Bone surgery

Sources of information on shoulder surgery

Although the people we interviewed had often heard of keyhole surgery, most had never heard of subacromial shoulder decompression surgery (keyhole shoulder surgery), apart from Jenny who used to be a nurse and Rosemary whose friends had had the operation. People found out more about it from the surgeon when they were told they were eligible for it, sometimes after cortisone injections and/or physiotherapy had failed to ease the pain for any length of time. Many people were happy with the information the consultant gave them about the causes of pain, what the operation involved, the risks and recovery. Some were given a choice between more cortisone injections or surgery. One or two cortisone injections are often given to help people’s pain and allow them to more easily do their physiotherapy exercises. Multiple injections are usually discouraged as they may weaken tendons over time.

A doctor explains what subacromial shoulder surgery is?

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Well, it has a big, long name. It’s called arthroscopic subacromial decompression or ASD for short. But that’s basically keyhole surgery of the shoulder, usually performed through two keyholes, one for the little camera, one for the little instruments. 

And what the surgeon, and what we’re really trying to do at that point is to shave a spur or little prominence of bone from the roof of the shoulder, which has been catching on some tendons in your shoulder and causing the pain that you get when you lift your arm up.

Alan was given a choice of cortisone injections or surgery. He was sceptical about having another injection and more physio, so opted for surgery.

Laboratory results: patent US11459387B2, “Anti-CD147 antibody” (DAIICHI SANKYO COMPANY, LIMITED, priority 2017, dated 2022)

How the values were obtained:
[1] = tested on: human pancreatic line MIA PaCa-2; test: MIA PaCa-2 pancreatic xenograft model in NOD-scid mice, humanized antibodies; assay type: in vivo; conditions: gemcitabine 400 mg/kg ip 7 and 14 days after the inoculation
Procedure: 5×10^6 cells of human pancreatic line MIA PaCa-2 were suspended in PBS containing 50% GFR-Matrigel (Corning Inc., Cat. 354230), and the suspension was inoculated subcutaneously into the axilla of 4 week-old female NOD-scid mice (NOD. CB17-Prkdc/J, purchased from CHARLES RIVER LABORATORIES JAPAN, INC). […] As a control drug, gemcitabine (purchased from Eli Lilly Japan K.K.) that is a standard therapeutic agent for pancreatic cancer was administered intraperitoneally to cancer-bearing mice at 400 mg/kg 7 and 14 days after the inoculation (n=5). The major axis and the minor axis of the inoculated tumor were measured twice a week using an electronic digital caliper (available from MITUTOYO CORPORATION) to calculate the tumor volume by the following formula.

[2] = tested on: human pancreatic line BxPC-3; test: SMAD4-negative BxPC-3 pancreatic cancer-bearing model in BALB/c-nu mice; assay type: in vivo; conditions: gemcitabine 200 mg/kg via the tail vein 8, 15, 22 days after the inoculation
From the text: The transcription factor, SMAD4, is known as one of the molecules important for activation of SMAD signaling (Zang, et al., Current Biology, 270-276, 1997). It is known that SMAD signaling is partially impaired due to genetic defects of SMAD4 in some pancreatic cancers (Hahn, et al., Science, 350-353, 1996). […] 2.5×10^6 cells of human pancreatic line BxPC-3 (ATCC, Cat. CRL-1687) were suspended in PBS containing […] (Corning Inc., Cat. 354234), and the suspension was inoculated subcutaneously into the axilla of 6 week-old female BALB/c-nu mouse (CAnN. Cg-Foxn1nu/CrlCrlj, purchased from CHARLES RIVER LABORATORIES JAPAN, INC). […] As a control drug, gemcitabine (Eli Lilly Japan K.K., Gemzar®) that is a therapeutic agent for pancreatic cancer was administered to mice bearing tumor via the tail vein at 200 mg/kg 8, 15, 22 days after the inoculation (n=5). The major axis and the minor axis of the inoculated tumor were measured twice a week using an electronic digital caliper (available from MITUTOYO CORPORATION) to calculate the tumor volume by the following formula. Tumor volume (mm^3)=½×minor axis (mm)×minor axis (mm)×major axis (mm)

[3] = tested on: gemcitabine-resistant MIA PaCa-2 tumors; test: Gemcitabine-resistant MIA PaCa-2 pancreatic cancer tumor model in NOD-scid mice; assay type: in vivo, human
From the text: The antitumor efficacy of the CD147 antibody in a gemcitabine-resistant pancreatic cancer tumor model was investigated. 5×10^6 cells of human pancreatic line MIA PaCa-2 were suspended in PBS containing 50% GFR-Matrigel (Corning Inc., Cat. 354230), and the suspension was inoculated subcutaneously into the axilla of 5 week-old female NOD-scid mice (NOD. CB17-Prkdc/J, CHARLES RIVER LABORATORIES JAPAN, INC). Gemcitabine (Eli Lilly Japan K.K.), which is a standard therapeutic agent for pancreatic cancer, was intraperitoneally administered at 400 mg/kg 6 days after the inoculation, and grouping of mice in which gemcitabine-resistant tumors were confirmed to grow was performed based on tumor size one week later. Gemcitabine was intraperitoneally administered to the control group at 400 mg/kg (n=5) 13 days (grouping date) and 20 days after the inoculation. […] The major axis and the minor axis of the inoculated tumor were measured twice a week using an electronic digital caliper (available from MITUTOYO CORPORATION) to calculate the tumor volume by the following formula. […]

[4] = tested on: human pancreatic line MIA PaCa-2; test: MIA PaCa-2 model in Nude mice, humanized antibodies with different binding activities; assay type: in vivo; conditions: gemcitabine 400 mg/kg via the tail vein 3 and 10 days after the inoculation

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Age at interview: 63
Sex: Male
I saw one of the doctors and we decided to try a steroid injection, which worked for like a few months again and then it wore off. And then I think I got a letter through saying it was one of those, like your next appointment is like a meeting with a doctor. But I think it’s [consultant’s name], as an assessment meeting. That’s when he started to talk about the op. “If you don’t want that, you can have, you can come here three times a year and have steroid injections and we’ll try some more physio. Or, you know, try this op if you want to. It’s quite successful.” So that’s when I said, “Okay, let’s try the op.” 

What was it that made you decide to go for the operation?

Well, I think, I think, yeah looking back it’d been, you know, a long time and the prospect of going in three times a year for a steroid injection and more physio. Was it actually going to do any good long term?